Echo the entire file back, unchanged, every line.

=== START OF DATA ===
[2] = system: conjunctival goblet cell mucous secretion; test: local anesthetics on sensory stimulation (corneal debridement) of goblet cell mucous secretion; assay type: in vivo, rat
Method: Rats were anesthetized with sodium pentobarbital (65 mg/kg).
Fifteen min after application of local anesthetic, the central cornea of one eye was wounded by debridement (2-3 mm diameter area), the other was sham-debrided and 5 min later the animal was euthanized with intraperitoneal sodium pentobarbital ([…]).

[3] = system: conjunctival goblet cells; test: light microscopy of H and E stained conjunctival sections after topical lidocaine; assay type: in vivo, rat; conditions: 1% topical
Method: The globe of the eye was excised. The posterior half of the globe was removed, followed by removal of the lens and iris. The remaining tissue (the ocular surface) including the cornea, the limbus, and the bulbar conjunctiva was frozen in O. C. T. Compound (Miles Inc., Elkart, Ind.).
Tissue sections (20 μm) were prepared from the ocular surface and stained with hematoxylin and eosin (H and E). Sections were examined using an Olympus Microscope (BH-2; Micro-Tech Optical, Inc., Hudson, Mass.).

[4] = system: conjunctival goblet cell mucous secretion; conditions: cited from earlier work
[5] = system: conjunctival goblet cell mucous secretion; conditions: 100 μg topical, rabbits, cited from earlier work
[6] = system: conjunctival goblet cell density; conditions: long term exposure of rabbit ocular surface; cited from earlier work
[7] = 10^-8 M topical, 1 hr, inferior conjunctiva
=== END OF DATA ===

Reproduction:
[2] = system: conjunctival goblet cell mucous secretion; test: local anesthetics on sensory stimulation (corneal debridement) of goblet cell mucous secretion; assay type: in vivo, rat
Method: Rats were anesthetized with sodium pentobarbital (65 mg/kg).
Fifteen min after application of local anesthetic, the central cornea of one eye was wounded by debridement (2-3 mm diameter area), the other was sham-debrided and 5 min later the animal was euthanized with intraperitoneal sodium pentobarbital ([…]).

[3] = system: conjunctival goblet cells; test: light microscopy of H and E stained conjunctival sections after topical lidocaine; assay type: in vivo, rat; conditions: 1% topical
Method: The globe of the eye was excised. The posterior half of the globe was removed, followed by removal of the lens and iris. The remaining tissue (the ocular surface) including the cornea, the limbus, and the bulbar conjunctiva was frozen in O. C. T. Compound (Miles Inc., Elkart, Ind.).
Tissue sections (20 μm) were prepared from the ocular surface and stained with hematoxylin and eosin (H and E). Sections were examined using an Olympus Microscope (BH-2; Micro-Tech Optical, Inc., Hudson, Mass.).

[4] = system: conjunctival goblet cell mucous secretion; conditions: cited from earlier work
[5] = system: conjunctival goblet cell mucous secretion; conditions: 100 μg topical, rabbits, cited from earlier work
[6] = system: conjunctival goblet cell density; conditions: long term exposure of rabbit ocular surface; cited from earlier work
[7] = 10^-8 M topical, 1 hr, inferior conjunctiva